0

In C#6, we will (most likely) have the nameof operator, a very useful operator for the ArgumentNullException pattern:

public void M(T x) {
    if (x == null) {
        throw new ArgumentNullException("x"); // change "x" to nameof(x)
    }
}

However, C#6 is not yet released, and code using nameof won't be compiled by the stable versions of the compiler.


The nameof is only an example, where the difference in readability is very tiny. This question is not only about this case, but the general case.

Is it worth (or at which point of improvement is it worth) signaling on the code that piece of code could be changed to be better (more readable/better performance/any other metric) in a future version of the language/compiler? What kind of signal is better at this job (just a comment, a TODO comment, an issue in the project management, etc)?

5

Beware of uncertainty. A given feature may be released or not: it may be postponed, or simply dropped. Also, migrating to the new version of a language and framework is not an easy task. For instance, in Microsoft's community, this sometimes requires a new version of Visual Studio, which may have a very substantial cost for a company.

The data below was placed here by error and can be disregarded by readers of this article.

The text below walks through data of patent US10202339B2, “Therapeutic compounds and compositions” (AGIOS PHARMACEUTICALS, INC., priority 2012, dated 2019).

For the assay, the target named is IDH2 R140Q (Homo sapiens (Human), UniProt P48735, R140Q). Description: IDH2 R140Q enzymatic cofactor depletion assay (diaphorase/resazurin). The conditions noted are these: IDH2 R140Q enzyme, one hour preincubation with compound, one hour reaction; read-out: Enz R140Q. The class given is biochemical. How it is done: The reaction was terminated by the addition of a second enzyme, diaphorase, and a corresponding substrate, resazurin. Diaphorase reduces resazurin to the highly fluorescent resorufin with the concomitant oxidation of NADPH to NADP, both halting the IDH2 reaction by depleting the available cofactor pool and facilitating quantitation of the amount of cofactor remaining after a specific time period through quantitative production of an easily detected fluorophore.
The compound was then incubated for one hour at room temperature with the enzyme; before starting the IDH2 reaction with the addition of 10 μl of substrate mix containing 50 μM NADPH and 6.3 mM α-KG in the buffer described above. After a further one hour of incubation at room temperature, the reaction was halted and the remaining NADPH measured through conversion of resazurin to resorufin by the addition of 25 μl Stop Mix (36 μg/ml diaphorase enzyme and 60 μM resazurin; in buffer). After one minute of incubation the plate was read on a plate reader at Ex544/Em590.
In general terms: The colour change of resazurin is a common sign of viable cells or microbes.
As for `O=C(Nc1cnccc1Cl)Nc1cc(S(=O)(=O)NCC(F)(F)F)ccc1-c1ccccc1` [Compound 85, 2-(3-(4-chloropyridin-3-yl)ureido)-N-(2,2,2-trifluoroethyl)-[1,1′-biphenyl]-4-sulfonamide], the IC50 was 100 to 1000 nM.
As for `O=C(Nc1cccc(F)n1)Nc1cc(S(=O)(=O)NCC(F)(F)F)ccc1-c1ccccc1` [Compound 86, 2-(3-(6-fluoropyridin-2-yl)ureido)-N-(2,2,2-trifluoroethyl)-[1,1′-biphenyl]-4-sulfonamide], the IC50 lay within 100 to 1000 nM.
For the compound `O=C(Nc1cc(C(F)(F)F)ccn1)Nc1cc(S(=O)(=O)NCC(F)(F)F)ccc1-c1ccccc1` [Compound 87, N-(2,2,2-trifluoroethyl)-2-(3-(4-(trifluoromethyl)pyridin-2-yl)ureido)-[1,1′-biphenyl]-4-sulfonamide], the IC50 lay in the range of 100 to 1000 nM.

If you still want to signal a possible improvement, think about what you'll do when the new version of the language is released. Would you:

  • Walk through the whole code base and modify the thing everywhere you can?

  • Or do nothing and wait until you maintain a specific piece of code to use the new language feature?

In the first case, a TODO comment or a ticket looks appropriate, but you may also consider doing nothing, since you'll be browsing the whole code base anyway.

In the second case, put a simple comment for the maintainers.

  • Well, in the second case doing anything at all might be doing too much. – Deduplicator Feb 14 '15 at 20:44

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